Dr. Ebersole received a BA in Biology from Temple University and a PhD in Microbiology from the University of Pittsburgh. He then did a postdoctoral fellowship in the Department of Immunology at The Forsyth Institute and remained on the faculty at Forsyth and Harvard School of Dental Medicine until 1985. From 1985-2000 he was a Professor in the Department of Periodontics and Microbiology at the University of Texas Health Science Center at San Antonio. From 2000-2017 he was the Alvin L. Morris Professor of Oral Health Research, Director of the Center for Oral Health Research and Associate Dean for Research in the College of Dentistry at the Univeristy of Kentucky. In 2017 he joined the School of Dental Medicine at the University of Nevada Las Vegas as Professor of Biomedical Sciences and Associate Dean for Research. In 1983 he received the IADR award for Basic Oral Science Research and in 2000 the IADR award for Basic Research in Periodontal Disease. In 2010 he received the Mentoring Award from the University of Kentucky Center for Clinical and Translational Sciences. In 2011-2012 he was the President of the American Association for Dental Research. In 2016 he was selected as a University Research Professor at the University of Kentucky. His CV contains over 300 publications, reviews and book chapters in the microbiology and immunology of oral diseases.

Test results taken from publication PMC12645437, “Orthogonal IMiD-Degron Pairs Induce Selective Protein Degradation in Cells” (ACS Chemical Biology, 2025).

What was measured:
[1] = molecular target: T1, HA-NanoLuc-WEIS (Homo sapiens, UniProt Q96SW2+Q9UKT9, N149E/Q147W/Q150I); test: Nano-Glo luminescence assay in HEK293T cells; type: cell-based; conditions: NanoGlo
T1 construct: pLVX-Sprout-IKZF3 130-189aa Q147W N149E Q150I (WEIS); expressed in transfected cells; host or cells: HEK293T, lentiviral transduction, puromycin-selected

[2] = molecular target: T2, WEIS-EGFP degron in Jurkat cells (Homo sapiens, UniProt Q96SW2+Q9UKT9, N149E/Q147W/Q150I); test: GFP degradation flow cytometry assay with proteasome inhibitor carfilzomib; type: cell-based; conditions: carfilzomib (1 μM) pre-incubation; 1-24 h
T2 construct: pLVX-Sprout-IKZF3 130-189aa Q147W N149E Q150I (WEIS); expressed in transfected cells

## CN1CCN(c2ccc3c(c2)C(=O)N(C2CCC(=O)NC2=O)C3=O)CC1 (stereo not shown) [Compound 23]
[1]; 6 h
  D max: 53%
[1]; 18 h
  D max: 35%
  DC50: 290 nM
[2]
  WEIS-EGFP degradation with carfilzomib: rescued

Dr. Ebersole’s laboratory focuses its research efforts on the immunobiology of oral infections. The research emphasizes in vitro, and in vivo studies of host-pathogen interactions using animal and human models of oral disease(s). He directed a major Center of Biomedical Research Excellence grant from the NIH supporting the Center for the Biologic Basis of Oral/Systemic Diseases for 13 years at the Univeristy of Kentucky. The COBRE center supported research projects extending over a range of oral-systemic disease studies, including HIV, pregnancy, gestational diabetes, cardiovascular disease, and inflammatory bowel disease, as well as genetic and environmental challenges that increase the risk of these diseases. The lab was also a part of a major NIDCR effort to identify and validate the potential for point-of-care salivary biomarkers as diagnostic tools for oral and systemic diseases. He served on the Internal Advisory Board of the UK Center for Clinical and Translational Sciences, and External Advisory Board for training grants at The Forsyth Institute, the University of Minnesota, the Ohio State University, and the University of Rochester. He serves on the Advisory Board of the UNLV Center for Biobehavioral Interdisciplinary Science, the Scientific Advisory Board of the Forsyth Institute, and as a Member of the Oral, Dental and Craniofacial Study Section (ODCS) of the Center for Scientific Review at the NIH.